Asset Focus: Peer to Peer Lending
Peer to Peer Lending – or P2P – has exploded in popularity in recent years. As interest rates continue to languish at historic lows, providing loans to others online can seem like a great way to diversify and boost your monthly income. In today’s article, we look at what private lending is, how it works, and how you can get involved.
What Exactly Is Peer to Peer Lending?
At its’ core peer to peer lending is very simple. An online platform connects borrowers with private investors who want to earn interest on their capital.
The borrower will make a loan application via the platform. They will provide basic information such as loan amount and purpose of the loan. They will also consent to a search of their credit file.
Investors can then access that information and select which loans they want to invest in. As an Peer to peer lender, you can fund entire loans, or smaller pieces of multiple loans in the form of notes. Some platforms have notes as low as $25. Investing in multiple loans like this is a great way to reduce risk of default with any single borrower.
The P2P lending platform handles all the admin such as underwriting, loan closing, distributing loans to borrowers, and collecting monthly payments. Monthly distributions are made to the investors, and the platform will usually deduct a management fee of around 1%.
How to Invest in Peer to Peer Lending
There are a great many P2P lending websites to choose from. Most platforms have a particular niche such as the type of loan, or type of borrower they provide access to. For example, some P2P websites specialize in matching lenders with small businesses seeking loans. Other platforms specialize in providing unsecured loan for borrowers with less than perfect or limited credit history.
Here are 8 of the most well-established P2P lending websites as of August, 2021:
As mentioned above, some of these peer to peer lending websites specialize in small business loans, others in private unsecured loans. There is even a non-profit in there too (Kiva). But how do you choose which type of peer to peer lending is for you? Well, that’s exactly what we’re going to look at next.
How to Choose the Right P2P Lending Opportunity
As with any investment, you need to do some research before you part with your hard earned cash. On closer investigation you may find that peer to peer lending is not for you.
The five key questions to ask yourself when considering P2P lending are:
- How much money to you want to invest in P2P lending?
- Do you want to invest in whole loans, or a portfolio of loans and borrowers?
- Will you lend only to prime borrowers, or will you also consider riskier borrowers?
- Do you want to lend to private individuals or businesses, or both?
- How long do you want to lend each investment for?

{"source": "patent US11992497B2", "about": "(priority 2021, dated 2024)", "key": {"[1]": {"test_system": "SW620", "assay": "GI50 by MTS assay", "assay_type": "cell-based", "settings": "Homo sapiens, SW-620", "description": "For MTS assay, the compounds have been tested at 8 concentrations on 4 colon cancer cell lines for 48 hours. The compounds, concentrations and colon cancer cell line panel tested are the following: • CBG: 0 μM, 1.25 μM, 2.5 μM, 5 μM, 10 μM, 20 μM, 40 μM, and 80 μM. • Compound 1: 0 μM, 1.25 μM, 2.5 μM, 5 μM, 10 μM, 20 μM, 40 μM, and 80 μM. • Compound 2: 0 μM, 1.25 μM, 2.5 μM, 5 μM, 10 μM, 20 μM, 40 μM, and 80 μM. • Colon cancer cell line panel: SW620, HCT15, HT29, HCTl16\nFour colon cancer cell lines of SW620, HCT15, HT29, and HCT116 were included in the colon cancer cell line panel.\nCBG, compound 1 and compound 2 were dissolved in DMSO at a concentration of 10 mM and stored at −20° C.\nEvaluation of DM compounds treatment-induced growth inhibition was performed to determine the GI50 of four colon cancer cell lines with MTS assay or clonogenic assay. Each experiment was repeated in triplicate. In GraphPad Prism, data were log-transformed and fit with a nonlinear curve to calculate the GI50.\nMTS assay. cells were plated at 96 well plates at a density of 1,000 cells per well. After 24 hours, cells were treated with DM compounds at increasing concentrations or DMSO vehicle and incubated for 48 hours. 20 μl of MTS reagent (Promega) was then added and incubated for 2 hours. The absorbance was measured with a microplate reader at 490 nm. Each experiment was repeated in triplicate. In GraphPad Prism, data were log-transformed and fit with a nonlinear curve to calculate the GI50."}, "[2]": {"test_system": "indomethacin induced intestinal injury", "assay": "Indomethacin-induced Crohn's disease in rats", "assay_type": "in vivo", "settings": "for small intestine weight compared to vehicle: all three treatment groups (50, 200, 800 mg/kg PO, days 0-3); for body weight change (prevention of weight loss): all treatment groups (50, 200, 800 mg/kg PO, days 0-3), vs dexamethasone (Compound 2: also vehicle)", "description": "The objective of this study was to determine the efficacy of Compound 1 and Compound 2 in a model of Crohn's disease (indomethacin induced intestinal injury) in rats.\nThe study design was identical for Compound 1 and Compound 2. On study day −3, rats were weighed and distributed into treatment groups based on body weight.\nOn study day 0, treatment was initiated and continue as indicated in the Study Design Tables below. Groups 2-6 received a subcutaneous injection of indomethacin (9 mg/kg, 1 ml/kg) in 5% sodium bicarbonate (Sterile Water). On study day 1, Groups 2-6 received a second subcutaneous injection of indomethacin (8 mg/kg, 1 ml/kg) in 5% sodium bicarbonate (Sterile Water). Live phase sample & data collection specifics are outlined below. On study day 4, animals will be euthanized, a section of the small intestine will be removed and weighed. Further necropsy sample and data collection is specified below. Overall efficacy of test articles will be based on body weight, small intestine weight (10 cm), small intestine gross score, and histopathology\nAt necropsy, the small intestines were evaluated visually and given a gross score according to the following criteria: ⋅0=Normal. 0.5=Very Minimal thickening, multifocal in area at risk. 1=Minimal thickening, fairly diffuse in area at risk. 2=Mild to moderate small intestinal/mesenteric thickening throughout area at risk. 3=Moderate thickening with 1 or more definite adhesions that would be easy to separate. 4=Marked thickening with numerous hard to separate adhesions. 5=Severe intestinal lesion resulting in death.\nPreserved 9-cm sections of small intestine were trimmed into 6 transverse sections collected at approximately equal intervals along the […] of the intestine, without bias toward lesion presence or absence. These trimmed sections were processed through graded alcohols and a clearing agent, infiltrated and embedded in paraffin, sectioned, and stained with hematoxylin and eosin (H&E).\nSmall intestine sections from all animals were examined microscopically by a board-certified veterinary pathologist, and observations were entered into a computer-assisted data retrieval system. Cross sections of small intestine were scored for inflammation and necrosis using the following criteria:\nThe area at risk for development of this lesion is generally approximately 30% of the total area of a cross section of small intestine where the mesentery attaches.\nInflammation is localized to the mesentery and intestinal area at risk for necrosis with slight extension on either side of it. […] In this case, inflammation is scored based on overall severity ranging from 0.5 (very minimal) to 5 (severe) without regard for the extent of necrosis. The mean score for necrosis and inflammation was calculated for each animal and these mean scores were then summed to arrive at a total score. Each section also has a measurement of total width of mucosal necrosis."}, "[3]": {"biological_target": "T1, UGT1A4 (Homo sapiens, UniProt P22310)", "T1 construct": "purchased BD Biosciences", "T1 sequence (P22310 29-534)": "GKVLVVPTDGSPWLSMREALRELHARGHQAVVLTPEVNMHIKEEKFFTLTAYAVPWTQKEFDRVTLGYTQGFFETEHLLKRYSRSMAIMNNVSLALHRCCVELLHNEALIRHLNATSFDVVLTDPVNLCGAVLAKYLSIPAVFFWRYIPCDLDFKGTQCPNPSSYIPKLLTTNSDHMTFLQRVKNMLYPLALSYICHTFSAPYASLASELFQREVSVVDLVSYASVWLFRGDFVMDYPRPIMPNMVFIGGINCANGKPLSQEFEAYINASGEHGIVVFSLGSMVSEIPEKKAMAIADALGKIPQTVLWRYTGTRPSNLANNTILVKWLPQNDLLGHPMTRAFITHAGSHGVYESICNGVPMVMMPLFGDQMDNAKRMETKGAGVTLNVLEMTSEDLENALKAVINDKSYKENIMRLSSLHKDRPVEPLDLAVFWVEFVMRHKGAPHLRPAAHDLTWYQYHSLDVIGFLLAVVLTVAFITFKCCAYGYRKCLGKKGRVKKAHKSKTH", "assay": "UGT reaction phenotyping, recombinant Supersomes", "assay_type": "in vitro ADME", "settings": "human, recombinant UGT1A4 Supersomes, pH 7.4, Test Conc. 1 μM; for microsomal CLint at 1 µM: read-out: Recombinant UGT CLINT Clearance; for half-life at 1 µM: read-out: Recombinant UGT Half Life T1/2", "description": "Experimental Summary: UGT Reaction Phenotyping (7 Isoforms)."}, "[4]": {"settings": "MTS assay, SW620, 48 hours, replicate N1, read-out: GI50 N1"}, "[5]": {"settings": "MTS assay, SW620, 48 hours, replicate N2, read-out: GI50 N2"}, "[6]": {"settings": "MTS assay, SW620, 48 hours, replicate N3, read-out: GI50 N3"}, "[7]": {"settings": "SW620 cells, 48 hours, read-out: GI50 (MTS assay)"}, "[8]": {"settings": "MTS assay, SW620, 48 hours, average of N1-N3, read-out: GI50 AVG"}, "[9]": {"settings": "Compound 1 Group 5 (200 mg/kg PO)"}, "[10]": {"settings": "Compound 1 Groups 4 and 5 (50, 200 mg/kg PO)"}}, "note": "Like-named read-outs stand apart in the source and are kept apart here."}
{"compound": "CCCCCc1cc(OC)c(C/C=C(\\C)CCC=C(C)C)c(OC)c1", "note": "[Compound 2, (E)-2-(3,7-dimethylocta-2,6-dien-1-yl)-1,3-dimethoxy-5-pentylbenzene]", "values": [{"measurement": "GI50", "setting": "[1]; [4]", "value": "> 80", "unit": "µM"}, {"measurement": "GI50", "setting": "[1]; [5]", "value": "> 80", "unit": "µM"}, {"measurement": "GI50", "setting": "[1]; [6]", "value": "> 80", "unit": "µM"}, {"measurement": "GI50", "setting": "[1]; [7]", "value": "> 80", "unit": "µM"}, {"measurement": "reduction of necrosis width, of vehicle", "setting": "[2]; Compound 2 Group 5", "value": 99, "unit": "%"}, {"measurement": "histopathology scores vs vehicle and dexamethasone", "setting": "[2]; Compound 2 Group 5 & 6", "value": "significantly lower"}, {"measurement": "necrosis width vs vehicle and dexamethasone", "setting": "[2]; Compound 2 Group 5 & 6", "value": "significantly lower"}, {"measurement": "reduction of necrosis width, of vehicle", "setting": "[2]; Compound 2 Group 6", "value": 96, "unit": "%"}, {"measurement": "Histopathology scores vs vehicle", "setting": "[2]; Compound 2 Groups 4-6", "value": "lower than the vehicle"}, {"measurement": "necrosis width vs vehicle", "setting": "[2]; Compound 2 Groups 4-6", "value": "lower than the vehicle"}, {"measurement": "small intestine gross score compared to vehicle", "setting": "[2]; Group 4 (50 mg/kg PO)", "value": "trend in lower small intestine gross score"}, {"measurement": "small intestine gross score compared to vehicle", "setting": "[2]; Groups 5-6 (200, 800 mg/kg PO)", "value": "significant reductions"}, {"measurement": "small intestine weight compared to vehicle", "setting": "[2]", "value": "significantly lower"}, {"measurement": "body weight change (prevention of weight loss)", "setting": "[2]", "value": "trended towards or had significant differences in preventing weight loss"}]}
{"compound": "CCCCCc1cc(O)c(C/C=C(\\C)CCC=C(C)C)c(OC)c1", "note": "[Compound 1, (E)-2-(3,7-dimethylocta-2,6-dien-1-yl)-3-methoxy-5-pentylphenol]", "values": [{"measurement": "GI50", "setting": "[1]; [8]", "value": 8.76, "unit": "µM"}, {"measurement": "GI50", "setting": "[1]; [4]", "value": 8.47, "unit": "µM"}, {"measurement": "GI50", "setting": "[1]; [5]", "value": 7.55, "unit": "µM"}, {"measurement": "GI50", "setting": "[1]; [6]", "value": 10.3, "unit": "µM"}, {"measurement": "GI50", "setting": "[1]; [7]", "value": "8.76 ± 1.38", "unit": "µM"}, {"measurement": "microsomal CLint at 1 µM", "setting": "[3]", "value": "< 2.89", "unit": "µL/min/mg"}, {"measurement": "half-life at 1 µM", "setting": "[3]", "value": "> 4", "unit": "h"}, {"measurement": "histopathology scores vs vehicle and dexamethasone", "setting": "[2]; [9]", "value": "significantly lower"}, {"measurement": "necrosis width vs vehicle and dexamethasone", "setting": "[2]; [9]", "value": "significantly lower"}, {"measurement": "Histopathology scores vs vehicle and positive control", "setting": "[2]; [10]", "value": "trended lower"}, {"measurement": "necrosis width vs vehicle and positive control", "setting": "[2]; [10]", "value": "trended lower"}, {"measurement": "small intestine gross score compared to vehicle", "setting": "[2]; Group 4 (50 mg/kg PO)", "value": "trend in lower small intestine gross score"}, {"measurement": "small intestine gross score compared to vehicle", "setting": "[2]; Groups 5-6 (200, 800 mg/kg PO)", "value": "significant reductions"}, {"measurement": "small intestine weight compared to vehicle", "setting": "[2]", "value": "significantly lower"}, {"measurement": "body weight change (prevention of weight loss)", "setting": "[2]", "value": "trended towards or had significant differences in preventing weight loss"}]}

Once you have answered these questions honestly, you can start to delve into different peer to peer lending websites and hopefully find a platform that meets most, if not all of your requirements. And remember, all investments carry risk, so never invest an amount in any single asset that you cannot afford to lose.
What Returns Can I expect from P2P Lending?
Rates for borrowers on P2P websites vary from 6 per cent (6%) to a whopping 36 per cent (36%). Little wonder then that it is possible to generate double digit returns investing in these types of loans. This is particularly attractive for today’s investor due to persistently low interest rates from central banks.
A well-balanced portfolio of higher risk peer to peer loans should deliver annualized returns in the region of 10 per cent (10%) to 12 per cent (12%). This is based on a portfolio of loans with higher interest rates and better returns, combined with a selection of loans to lower-risk borrowers with lower interest rates.
Is Peer to Peer Lending Risky?
Whilst P2P returns certainly look attractive, unsecured lending is not without risk. Investors are entirely reliant on borrowers to fulfil their commitments to repay, and a default could mean total loss for the investor.
Also, peer to peer lending investments are not FDIC insured. That means you will not be reimbursed if the borrower defaults or the platform fails. That said, most platforms have agreements in place for other institutions to take over their loan portfolio if they collapse
Finally, most P2P loans are amortized. So each payment from a borrower consists of some interest, and a return of some capital. By the end of the loan, your investment is paid off in full. There is no final lump sum payment, unlike with interest only loans as is the case with real estate private lending.
Conclusion and Resources
Informed investors make better decisions. If you want to learn more about peer to peer lending, you can further your research using the following resources:
- Garnaco – The Ultimate List of Monthly Income Investments
- Investopedia – Best P2P Lending Websites
- US News – Best Peer to Peer Lending Websites
- Money Under 30 – Best P2P lending Websites
- Forbes – Should You Invest in P2P Lending?
- Millionacres – Pros and Cons of peer to Peer Lending